Army soldiers and Marine Corps members faced most of the combat in Iraq and Afghanistan and came home with more war wounds than others. A new article from Rajiv Chandrasekaran details these painful stories.
Overall, more than half of the military service members who fought in Iraq and Afghanistan since 2001 returned from war in worse physical or mental health, according to the new Washington Post-Kaiser poll of military service members.
Fifty-two percent of Army soldiers reported worse physical health since the wars, with the Marines, Navy and Air Force each falling below 40 percent. An equal number of soldiers and Marines (39 percent each) reported worse mental and emotional health, far higher than the rates in the Navy (20 percent) or Air Force (16 percent).
Roughly eight in 10 Army and Marine veterans served on the ground in either country, while majorities in the Navy or Air Force did not.
The exposure to danger for Army and Marine veterans are self-evident — far more members of these two branches served in combat roles. But Marine Corps members represent the only service branch that reported equal levels of worsened physical and mental health.
More than seven in 10 Marines said they personally know a service member who attempted or committed suicide. That falls to about half for Army and Navy personnel and to less than four in 10 for Air Force members. There are a number of other, related reasons for the mental and emotional struggles among Marines:
- 58 percent of Marine and Army veterans said they personally knew someone killed while performing their duties in Iraq or Afghanistan, according to a 2011 Pew Research Center poll of post-9/11 military veterans. That compared with fewer than four in 10 in the other military branches who knew someone killed.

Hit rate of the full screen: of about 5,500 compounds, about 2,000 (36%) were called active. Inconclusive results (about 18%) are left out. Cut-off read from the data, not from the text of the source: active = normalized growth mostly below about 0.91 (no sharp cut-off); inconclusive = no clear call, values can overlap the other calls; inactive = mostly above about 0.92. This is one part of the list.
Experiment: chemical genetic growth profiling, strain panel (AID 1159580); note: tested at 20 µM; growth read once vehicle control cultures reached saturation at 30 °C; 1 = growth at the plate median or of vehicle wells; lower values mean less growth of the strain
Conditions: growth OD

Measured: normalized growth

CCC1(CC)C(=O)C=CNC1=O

- About half of Marines (48 percent) and Army veterans (52 percent) said they experienced an “emotionally traumatic” incident in the wars, also from the Pew poll. That compares with about one-third of those in other branches.
- 38 percent of Marines said they did something in the wars that made them “feel guilty,” according to the Post-Kaiser poll. Those feelings of guilt are 27 percent for Army soldiers, 19 percent in the Navy and 16 percent in the Air Force.
- 57 percent of Marines said they often feel that civilians don’t understand their war experiences, as do 44 percent for the Army. Fewer than one-third in the Air Force or Navy say this.
Despite these sobering numbers, 91 percent of Marines said their mental and emotional needs are being met at least “somewhat well” today, 10 points higher than said the same about their physical health needs.
The Pew Research survey interviewed a random national sample of 712 veterans who separated from the military after September 2001, including 279 who served in the Army, 149 in the Navy, 155 in the Air Force and 103 in the Marines.
The Post-Kaiser poll interviewed a random national sample of 819 adults who served in Iraq or Afghanistan since September 11, 2001, including 441 in the Army, 123 in the Navy, 160 in the Air Force and 88 in the Marines. The results from the full survey have a margin of sampling error of plus or minus five percentage points, seven points for those in the Army, 12 points for Navy, 11 points for Air Force and 14 points for Marines.
Scott Clement contributed to this report.
NOTE: This post has been updated to include sample size details for the Post-Kaiser poll. It also updates the fact that less than four in 10 Air Force members know a service member who has attempted or committed suicide and that fewer than half of Navy or Air Force members served on the ground in Iraq or Afghanistan.